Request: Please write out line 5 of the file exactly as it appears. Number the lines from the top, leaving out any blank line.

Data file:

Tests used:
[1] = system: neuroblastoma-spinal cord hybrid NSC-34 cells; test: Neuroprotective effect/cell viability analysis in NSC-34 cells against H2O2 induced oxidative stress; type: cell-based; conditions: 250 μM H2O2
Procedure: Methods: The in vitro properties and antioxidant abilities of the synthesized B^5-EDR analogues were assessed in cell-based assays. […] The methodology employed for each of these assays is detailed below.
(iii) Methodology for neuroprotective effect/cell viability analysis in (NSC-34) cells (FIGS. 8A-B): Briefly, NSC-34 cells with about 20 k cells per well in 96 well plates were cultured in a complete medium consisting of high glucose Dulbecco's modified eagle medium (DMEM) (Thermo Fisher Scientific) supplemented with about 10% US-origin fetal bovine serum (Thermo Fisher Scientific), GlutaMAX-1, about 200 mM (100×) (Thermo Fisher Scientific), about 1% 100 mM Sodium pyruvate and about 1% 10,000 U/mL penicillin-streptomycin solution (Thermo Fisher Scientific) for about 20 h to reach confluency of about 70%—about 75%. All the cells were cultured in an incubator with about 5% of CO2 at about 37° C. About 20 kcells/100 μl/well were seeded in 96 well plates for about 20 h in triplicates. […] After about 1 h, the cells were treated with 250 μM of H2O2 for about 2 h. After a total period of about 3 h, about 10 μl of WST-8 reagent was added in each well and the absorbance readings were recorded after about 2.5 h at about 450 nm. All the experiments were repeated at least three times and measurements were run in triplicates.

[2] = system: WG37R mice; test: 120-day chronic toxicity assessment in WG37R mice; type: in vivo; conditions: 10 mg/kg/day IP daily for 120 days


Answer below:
[2] = system: WG37R mice; test: 120-day chronic toxicity assessment in WG37R mice; type: in vivo; conditions: 10 mg/kg/day IP daily for 120 days